The Foreign Service Journal, March 2020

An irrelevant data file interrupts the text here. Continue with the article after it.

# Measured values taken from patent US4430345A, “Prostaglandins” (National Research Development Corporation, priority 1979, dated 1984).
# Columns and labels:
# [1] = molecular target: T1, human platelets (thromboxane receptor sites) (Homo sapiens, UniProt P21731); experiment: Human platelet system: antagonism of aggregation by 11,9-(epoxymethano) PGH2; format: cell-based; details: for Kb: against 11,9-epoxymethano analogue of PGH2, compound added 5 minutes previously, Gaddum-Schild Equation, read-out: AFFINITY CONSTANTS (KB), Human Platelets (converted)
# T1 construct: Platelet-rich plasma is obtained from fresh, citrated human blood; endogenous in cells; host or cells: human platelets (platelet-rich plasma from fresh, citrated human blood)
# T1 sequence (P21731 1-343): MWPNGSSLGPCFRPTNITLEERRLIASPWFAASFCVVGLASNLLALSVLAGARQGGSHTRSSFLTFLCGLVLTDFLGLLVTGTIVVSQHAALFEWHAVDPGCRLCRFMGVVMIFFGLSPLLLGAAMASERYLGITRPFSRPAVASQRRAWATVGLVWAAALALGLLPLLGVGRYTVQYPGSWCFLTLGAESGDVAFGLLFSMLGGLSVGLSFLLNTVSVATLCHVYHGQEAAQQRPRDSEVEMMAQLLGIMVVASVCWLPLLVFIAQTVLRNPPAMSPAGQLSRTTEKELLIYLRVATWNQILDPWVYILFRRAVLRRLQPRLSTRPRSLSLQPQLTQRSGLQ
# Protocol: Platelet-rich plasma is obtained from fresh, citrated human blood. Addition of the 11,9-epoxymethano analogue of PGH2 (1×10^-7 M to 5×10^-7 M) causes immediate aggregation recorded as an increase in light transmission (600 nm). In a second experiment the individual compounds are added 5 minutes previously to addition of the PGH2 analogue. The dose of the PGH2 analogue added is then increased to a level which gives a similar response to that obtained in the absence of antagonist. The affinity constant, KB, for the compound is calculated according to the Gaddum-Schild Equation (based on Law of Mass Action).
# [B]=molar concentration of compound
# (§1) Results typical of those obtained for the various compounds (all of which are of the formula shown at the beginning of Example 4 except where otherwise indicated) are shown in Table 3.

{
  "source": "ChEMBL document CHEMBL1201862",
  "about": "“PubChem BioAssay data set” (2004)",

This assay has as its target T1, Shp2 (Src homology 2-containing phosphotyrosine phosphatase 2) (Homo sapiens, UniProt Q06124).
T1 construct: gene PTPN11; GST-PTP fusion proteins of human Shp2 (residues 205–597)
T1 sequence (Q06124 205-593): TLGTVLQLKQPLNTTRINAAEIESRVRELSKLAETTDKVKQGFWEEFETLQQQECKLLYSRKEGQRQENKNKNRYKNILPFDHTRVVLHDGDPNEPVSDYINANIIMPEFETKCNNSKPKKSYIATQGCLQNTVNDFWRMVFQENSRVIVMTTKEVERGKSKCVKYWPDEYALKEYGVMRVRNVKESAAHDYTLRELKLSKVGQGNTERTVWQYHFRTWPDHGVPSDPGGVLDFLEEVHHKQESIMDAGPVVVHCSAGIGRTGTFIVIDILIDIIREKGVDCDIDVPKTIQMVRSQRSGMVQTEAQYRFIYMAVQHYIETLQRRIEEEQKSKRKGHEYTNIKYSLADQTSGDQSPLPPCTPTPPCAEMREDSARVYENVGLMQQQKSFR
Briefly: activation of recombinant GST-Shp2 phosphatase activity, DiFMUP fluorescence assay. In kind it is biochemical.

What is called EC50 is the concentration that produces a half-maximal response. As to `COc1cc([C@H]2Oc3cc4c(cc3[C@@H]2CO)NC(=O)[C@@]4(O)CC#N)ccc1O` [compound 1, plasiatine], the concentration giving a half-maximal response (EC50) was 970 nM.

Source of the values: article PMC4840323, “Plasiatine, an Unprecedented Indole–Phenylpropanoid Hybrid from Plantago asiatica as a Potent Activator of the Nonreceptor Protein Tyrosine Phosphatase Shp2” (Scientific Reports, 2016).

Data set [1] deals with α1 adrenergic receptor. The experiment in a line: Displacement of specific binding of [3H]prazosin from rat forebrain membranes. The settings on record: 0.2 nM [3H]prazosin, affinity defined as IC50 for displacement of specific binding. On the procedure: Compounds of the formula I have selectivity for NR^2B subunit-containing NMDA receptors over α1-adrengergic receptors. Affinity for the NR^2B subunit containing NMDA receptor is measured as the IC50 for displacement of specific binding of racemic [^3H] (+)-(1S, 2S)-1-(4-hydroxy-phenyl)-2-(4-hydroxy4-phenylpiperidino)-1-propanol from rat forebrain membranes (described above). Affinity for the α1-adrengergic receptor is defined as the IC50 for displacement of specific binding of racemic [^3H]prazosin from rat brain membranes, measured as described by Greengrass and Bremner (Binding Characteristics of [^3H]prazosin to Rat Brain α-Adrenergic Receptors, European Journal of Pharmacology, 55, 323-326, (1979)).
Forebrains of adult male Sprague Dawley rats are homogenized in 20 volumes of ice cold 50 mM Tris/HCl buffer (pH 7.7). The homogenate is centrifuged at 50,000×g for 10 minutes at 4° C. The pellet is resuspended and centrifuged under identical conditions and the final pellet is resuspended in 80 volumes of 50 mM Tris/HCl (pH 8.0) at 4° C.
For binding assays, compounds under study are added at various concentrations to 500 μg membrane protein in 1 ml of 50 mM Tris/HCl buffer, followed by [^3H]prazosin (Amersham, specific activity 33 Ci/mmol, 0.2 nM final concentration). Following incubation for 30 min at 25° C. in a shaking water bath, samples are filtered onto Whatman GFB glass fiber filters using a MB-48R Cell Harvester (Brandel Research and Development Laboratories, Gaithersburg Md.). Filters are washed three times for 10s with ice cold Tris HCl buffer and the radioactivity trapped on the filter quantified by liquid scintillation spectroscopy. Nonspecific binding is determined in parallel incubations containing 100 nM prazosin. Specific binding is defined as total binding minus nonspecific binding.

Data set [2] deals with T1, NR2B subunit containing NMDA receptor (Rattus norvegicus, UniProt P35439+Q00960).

38 MARCH 2020 | THE FOREIGN SERVICE JOURNAL Ukraine’s movement away from Russia represents a most dif- ficult and painful divorce within the core of the historical Russian state. As such, it is only partly a foreign policy matter. The Russo-Ukrainian separation will take decades and likely generations to become a fact fully accepted in Russia. For Ukraine, the process of nation-building has involved a thorough rejection of anything to do with Russia and severance of all contacts with it. In Moscow, U.S. policies in Ukraine have been largely seen as aimed at diminishing Russia through undermining its great power position (e.g., Zbigniew Brzezinski’s famous quote that Russia without Ukraine cannot be an empire) and even as a dry run for regime change in Moscow. In Russian eyes, the most dangerous element of U.S. policy has been Washington’s sup- port for Ukraine’s NATO membership. For Russians, the Atlantic alliance is a U.S.-owned platform for pressuring Russia in order to weaken it and, in extremis, an advanced position from which to attack the Russian heartland. Fears of the dangers associated with NATO’s eastern enlargement are probably exaggerated, but they remain an article of faith within the Russian security and military communities, where memories of Hitler’s surprise attack of 1941 live on. The United States is unlikely to stop supporting its Ukrainian clients, Russian leaders believe. U.S. political and diplomatic support, as well as military assistance, to Ukraine will continue into the future; and thus, a major irritant in U.S.-Russian rela- tions will continue to exist. Yet NATO membership for Ukraine— intolerable for Russia for security reasons—will probably remain out of reach, Russians conclude. Without acknowledging it, Washington cannot ignore the possibility that such a move, even before it is consummated, might precipitate a preemptive Rus- sian action. Since Ukraine clearly matters much more to Russia than it does to the United States, Moscow believes it has a de facto veto on Ukraine’s NATO membership through high-cost military intervention. Should the conflict escalate, Russia will have an edge in escalation dominance. A prudent U.S. policy needs to make sure that its actions in Ukraine do not cause it to stumble into a military conflict with Russia. A Trying Period Ahead FromMoscow’s vantage point, as far as overall U.S. relations with Russia are concerned, the United States has no best way forward now, only a least bad one. Confrontation is here to stay, at least for the medium term. Possibilities for any serious U.S.- Russian cooperation will be extremely limited over the next five years or so. Whatever the outcome of the 2020 elections, the U.S. body politic will probably continue to need Russia as a villain. This attitude will express itself in ever-mounting sanctions pres- sure. The specter of an all-powerful America having no real use for Russia while seeking to hurt it whenever it can will, in turn, be used by the Kremlin and its allies to shore up Russian patrio- tism and civic nationalism. Vladimir Putin regards President Donald Trump as a realist politician, defending and promoting the U.S. national interest while eschewing liberal expansionism. He believes he can do business with Trump on the basis of Russian and American interests. Alas, Putin also has to acknowledge that the embattled U.S. president has to deal with a Congress and media that are very hostile to Russia, and thus is not capable of materi- ally improving U.S.-Russia relations. Apart from U.S. and West- ern weariness with Ukraine after six years of conflict there and the relatively modest U.S. interest in that country, the Kremlin has not seen any serious change in the U.S. position on Ukraine under Trump as compared to the Obama administration. Russians see past and present Ukrainian leaders as des- perately trying to ingratiate themselves with those who wield power in the White House or are likely to emerge as winners in U.S. presidential elections: whether Hillary Clinton in 2016 or Donald Trump in 2020. Trump’s own actions, recently subject to impeachment proceedings, are shrugged off as part of the messy business of politics, where abuse of office, even in democracies, is far more frequent than publicly revealed or admitted. During this trying period, the United States and Russia need to prevent direct military collision between themselves. Unlike during the Cold War, the worst might now result not from a pre- meditated all-out attack, but rather from accidents, incidents or proxy conflicts escalating to a dangerous level. Conflict preven- tion and management will require, above all else, direct contacts and 24/7 communication between the military and security departments of the two countries. More substantive dialogue will remain severely constrained. n For Russians, the Atlantic alliance is a U.S.-owned platform for pressuring Russia in order to weaken it and, in extremis, an advanced position from which to attack the Russian heartland.